I have explicitly licensed the engineer to conclude that I made the
information content of that document available and I am responsible
for it.

To take a concrete example, if Dirk publish this representation:

  <?xml version='1.0'?>
  <html xmlns="http://www.w3.org/1999/xhtml">
  <head>
  <title>My Home Page</title>
  <meta name="Author" content="Dirk"/>
  </head>
  <body>
  <p>I like brussel sprouts.</p>
  </body>
  </html>

at http://www.example.org/home/dirk/ and serves it with the MIME media
type "application/html+xml", Dirk has in some real sense said he likes
brussel sprouts.

When this chain of events begins with a URI and ends with a document
in a particular format, we can say that the information content of
that document is "grounded in the web."

It is important to the future of the web that it remains the case that
documents can be published which are grounded in the web, and in fact,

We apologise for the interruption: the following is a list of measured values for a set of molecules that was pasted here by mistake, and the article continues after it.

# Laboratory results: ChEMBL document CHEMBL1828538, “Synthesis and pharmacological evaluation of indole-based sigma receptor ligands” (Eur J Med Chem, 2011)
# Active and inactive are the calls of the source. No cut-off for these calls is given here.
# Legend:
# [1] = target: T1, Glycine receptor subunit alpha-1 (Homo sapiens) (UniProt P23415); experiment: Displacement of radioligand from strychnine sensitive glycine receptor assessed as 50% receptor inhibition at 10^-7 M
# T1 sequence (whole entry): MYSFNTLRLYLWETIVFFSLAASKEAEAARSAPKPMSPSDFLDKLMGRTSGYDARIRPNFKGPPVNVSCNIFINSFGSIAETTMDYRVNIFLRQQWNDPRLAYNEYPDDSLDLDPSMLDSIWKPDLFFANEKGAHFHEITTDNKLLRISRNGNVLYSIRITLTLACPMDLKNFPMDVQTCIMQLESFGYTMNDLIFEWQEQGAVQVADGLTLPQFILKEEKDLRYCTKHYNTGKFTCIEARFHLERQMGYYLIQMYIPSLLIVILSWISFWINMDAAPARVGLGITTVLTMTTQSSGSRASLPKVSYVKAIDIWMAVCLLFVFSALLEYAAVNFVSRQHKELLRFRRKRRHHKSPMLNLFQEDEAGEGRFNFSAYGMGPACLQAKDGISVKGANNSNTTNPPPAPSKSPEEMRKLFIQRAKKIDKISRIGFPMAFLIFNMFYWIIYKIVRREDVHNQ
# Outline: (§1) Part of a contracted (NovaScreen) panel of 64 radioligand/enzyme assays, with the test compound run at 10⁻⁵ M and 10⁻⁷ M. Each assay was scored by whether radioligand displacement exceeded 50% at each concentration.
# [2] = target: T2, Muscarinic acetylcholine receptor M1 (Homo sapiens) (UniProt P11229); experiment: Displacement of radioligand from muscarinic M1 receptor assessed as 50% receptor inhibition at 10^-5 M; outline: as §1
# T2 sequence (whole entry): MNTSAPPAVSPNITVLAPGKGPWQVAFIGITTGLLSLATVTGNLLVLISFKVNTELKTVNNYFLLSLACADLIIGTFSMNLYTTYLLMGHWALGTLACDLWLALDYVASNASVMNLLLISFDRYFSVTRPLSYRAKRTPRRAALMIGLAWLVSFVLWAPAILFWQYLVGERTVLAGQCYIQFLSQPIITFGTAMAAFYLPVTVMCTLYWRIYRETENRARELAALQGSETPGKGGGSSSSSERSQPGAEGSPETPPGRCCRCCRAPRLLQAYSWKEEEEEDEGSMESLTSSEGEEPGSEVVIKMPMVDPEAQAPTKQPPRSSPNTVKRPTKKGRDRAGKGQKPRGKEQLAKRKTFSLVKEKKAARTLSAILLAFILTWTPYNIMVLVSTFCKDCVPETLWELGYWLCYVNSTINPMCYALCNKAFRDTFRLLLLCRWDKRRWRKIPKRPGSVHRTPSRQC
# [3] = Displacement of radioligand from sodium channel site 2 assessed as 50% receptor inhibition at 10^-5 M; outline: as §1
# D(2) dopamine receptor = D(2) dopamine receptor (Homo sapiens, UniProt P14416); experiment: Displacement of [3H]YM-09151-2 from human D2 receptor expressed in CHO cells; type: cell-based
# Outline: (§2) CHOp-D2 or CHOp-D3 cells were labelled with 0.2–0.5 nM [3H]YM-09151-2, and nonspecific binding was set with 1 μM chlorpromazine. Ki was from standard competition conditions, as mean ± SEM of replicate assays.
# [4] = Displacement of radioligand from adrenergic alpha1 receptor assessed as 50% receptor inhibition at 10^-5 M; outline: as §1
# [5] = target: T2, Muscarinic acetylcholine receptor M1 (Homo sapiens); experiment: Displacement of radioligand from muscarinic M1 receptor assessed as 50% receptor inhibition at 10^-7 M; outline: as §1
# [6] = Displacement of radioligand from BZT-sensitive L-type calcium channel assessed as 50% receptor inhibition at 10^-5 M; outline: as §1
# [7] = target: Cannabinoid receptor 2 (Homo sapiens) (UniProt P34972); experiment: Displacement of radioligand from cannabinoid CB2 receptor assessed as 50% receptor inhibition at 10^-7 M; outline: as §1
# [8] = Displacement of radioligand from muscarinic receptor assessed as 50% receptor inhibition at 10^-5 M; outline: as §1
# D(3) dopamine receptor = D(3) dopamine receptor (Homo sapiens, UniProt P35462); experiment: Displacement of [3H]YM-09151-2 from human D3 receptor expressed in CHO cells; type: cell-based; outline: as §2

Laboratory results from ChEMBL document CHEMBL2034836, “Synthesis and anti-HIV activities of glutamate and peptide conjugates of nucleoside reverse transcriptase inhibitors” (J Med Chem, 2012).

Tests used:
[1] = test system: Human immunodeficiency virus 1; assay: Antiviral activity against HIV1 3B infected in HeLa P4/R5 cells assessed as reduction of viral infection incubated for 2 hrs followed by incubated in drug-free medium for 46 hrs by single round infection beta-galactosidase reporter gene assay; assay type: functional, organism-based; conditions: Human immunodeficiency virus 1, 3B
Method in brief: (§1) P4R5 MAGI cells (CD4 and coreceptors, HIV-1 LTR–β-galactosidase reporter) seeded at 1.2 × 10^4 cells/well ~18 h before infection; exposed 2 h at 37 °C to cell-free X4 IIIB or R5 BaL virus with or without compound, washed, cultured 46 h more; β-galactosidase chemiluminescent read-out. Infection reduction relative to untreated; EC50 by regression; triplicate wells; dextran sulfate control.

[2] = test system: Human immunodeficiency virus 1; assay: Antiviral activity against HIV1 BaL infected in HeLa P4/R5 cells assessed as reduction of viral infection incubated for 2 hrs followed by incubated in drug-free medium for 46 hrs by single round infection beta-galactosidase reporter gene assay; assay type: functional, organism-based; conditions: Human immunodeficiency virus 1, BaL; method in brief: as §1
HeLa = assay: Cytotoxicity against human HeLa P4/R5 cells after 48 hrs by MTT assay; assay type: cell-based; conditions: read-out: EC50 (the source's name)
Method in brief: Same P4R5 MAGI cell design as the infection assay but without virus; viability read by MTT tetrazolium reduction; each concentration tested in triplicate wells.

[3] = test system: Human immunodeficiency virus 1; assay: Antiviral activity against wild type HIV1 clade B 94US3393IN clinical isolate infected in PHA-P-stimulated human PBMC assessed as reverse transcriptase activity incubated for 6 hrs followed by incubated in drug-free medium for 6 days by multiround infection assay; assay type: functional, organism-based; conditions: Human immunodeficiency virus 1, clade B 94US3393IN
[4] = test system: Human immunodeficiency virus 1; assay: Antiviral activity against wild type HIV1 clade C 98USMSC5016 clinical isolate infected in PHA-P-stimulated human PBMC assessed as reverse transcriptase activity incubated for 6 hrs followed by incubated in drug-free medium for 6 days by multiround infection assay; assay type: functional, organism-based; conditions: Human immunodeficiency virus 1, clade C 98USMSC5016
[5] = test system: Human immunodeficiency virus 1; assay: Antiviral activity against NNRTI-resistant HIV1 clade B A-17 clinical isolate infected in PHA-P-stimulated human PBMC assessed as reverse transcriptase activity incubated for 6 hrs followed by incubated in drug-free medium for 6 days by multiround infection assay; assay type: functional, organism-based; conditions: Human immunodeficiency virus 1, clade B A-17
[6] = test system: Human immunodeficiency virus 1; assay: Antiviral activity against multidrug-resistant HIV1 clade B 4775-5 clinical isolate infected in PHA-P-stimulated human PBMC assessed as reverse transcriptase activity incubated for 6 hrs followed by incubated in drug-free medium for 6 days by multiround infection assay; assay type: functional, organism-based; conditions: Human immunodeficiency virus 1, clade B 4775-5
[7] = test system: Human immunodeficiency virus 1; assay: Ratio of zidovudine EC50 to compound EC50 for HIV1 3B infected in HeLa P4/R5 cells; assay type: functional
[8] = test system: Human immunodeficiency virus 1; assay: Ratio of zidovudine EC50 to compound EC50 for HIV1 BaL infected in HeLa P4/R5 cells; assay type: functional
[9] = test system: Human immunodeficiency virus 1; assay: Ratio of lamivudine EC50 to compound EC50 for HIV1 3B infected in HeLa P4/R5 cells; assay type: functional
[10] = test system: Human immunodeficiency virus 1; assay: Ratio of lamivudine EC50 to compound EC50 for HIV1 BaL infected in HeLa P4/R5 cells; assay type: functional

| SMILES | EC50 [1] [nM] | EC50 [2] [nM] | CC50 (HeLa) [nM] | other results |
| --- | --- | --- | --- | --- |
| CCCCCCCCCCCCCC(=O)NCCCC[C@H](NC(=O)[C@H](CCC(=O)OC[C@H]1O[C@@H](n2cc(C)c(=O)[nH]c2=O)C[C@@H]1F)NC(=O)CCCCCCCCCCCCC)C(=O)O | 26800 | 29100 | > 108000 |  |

that it remains the *common case* that documents on the web are
grounded in the web.

It will always be possible, and sometimes necessary, to publish
documents which are not grounded in the web. Publishing a sequence of
Unicode characters that is not a well-formed XML document and
labelling it with an XML media type, for example, results in a
document with no information content that can be said to be grounded
in the web. The document isn't XML but it was identified as XML and
that's an unresolvable error.

In many cases, it's sufficient to say that the information content of
a document is its media type and its bits. For example, a PNG image,
an RDF graph, and a text/plain document, have whatever information
content the relevant format specifications say they have. In the
particular case of RDF, extracting this information may require an